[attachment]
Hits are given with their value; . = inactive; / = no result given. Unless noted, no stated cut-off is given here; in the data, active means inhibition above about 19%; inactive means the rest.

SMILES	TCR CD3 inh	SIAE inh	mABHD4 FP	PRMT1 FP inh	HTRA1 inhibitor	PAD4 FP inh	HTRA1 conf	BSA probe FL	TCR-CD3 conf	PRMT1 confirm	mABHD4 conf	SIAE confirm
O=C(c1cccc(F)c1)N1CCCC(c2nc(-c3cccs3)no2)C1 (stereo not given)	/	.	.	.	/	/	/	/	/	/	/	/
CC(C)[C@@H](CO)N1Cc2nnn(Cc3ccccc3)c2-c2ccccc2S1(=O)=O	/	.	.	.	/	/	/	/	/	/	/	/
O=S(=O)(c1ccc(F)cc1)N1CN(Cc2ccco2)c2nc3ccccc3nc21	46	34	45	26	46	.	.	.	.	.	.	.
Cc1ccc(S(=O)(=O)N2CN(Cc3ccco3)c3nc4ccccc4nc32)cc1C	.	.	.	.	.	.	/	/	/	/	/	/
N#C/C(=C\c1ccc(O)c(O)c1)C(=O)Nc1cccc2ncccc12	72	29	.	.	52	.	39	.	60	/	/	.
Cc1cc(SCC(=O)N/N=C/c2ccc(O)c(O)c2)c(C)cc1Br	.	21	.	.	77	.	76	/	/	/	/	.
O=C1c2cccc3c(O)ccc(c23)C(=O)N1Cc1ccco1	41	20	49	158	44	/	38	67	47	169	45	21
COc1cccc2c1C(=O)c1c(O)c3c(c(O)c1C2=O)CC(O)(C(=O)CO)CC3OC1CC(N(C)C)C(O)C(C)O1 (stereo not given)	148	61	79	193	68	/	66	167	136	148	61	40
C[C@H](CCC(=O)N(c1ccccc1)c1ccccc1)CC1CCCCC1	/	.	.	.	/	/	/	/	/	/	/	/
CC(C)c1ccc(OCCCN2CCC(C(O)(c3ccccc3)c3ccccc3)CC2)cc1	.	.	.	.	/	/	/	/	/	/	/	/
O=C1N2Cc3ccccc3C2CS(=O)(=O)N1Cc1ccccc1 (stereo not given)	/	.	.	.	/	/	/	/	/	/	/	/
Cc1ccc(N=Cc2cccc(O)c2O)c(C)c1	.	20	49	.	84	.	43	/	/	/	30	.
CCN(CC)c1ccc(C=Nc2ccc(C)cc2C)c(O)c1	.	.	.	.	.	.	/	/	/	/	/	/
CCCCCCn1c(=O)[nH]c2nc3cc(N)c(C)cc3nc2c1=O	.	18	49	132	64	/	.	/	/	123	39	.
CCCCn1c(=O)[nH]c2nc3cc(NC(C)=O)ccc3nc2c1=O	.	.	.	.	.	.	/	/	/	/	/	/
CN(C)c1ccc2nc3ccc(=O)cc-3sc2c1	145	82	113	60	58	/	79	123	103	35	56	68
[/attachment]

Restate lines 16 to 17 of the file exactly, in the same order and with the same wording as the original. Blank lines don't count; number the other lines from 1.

CCCCCCn1c(=O)[nH]c2nc3cc(N)c(C)cc3nc2c1=O	.	18	49	132	64	/	.	/	/	123	39	.
CCCCn1c(=O)[nH]c2nc3cc(NC(C)=O)ccc3nc2c1=O	.	.	.	.	.	.	/	/	/	/	/	/